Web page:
"[Movie executive] Robert Evans had been a publicity client of mine when I had a publicity agency. Bob Evans became head of production at Paramount. He sent over his assistant Peter Bart, now editor of Variety, to have lunch with me. I [as Kettledrum Films] was the first producer they signed. I left my partnership with Winkler and Chartoff, the dumbest thing I've ever done. These guys became wildly successful making such movies as Rocky.
"Robert Redford was going to star in our  film Blue. And six weeks before shooting, he walked. We were desperate to find someone to replace him who had blonde hair and blue eyes. So we got Terence Stamp.
"When we got back from location, the hot thing was A Man and a Woman [1966 French film directed by Claude Lelouch]. I came up with an idea for a small movie. What if a guy working on a movie has an affair with a woman working on a movie. We made a  picture called Fade-In. It starred Burt Reynolds and Eli Kazan's wife Barbara Loden.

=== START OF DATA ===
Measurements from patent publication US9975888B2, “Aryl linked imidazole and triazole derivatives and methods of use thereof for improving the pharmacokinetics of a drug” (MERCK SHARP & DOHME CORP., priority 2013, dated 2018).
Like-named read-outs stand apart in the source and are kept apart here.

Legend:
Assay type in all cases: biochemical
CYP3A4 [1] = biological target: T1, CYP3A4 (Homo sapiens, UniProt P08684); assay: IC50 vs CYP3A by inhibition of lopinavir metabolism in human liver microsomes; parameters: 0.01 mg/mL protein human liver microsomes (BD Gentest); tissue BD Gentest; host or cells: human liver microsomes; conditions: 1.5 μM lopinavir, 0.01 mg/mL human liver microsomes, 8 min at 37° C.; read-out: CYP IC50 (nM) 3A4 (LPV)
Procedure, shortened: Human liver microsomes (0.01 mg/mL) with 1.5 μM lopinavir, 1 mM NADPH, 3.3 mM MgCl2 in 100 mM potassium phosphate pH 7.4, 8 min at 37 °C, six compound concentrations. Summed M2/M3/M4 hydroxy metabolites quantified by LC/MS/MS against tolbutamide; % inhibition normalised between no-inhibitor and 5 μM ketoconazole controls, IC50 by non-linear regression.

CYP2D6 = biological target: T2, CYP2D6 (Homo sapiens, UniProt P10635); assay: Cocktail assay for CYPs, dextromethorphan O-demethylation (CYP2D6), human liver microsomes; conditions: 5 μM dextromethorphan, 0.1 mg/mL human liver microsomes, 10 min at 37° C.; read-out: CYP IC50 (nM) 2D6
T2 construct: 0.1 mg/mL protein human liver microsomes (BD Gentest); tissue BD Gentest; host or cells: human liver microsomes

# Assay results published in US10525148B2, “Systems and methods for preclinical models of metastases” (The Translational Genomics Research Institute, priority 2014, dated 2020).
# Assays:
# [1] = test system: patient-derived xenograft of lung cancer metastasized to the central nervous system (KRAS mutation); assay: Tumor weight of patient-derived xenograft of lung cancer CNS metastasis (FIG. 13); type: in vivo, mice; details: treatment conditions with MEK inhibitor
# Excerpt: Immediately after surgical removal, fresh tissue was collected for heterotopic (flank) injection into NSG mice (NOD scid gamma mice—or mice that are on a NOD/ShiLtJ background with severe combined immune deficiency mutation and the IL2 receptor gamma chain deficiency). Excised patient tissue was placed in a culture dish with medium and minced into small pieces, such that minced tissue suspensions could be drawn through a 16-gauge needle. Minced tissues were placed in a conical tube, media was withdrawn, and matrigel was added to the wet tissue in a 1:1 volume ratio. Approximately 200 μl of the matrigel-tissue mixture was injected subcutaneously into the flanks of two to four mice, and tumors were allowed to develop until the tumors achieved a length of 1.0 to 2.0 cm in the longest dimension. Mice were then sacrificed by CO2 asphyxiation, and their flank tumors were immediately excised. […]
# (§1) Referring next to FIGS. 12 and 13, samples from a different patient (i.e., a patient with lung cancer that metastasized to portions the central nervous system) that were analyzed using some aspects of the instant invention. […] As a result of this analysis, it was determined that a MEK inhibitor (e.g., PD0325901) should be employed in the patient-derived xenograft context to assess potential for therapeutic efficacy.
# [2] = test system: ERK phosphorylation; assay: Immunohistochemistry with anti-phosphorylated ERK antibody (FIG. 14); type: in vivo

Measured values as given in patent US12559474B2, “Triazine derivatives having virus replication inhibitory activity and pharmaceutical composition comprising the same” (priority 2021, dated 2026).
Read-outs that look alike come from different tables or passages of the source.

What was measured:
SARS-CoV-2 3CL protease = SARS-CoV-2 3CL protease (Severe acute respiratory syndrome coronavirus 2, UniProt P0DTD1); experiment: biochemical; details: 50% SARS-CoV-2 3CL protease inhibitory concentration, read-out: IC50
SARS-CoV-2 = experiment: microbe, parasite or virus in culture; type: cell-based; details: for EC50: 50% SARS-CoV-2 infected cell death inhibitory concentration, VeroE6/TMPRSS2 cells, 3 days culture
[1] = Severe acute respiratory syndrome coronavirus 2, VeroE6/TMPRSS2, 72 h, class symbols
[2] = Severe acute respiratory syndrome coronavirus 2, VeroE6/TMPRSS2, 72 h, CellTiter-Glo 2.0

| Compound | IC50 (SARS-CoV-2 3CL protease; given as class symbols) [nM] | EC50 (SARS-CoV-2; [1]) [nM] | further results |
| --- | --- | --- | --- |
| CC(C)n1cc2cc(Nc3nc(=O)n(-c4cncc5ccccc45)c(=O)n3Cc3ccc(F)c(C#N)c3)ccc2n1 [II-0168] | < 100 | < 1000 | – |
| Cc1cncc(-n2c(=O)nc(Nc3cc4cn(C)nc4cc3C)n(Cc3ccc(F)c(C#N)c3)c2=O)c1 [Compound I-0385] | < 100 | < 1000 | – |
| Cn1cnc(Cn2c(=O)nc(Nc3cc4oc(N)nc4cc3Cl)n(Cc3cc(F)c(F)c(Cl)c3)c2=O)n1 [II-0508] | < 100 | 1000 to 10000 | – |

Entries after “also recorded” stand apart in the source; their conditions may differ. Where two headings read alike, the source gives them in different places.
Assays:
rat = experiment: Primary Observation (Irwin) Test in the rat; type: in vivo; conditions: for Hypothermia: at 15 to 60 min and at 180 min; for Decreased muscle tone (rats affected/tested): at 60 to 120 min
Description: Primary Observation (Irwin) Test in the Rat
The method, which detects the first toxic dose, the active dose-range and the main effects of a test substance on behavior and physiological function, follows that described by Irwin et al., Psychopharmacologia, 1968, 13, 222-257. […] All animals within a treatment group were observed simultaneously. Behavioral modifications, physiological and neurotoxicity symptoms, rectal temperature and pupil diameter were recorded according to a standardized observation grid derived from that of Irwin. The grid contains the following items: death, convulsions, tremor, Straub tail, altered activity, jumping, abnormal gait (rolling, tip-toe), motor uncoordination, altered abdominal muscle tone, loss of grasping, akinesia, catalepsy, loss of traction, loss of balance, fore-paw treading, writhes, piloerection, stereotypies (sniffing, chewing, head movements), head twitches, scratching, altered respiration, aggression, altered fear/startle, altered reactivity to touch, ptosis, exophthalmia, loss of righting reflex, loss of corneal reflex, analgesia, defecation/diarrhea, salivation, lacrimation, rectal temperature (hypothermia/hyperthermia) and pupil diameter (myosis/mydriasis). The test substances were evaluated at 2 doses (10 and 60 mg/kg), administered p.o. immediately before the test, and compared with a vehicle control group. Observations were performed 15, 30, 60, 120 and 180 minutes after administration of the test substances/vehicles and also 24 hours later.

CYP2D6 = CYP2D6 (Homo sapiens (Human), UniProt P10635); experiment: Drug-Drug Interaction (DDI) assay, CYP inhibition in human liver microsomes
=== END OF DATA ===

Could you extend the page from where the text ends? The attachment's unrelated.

From the Imdb.com: "A sophisticated Hollywood film editor, on location for a film she is working on, falls for a local cowboy who is hired to work on the film."
Judd: "Then we made Glenda Jackson's early movie Negatives. My then-wife divorced me. I stayed on in London.
"I think one of the reasons Paramount sent me to London was so that Peter Bart could take my house in Brentwood. Joke.
"Leslie Ann Down, at 15 years old, was an extra in my 1970 movie, The Man Who Had Power Over Women.
"Telly Savalas starred in [1975's] Inside Out. We originally wanted to do the movie with Tony Curtis and Jimmy Coburn. John Calley, who ran Warners then, said, 'We'll get the biggest star in the world to play the lead. Telly Savalas.' It was Telly's first year as Kojak.
"When we shot at the flower market in Amsterdam, there were 25,000 people wanting to see Kojak. They had to call out troops. Then when we went to Berlin, Savalas walked into this police convention and they went crazy to see him.
"Blood Red [shot in 1986, released in 1988] was Julia Roberts' first movie. We cast her because her brother Eric was the lead and we needed somebody to play his sister. My son Michael worked on the movie. My daughter Adrianna, may she rest in peace, did her first job as a wardrobe assistant for Ruth Myers."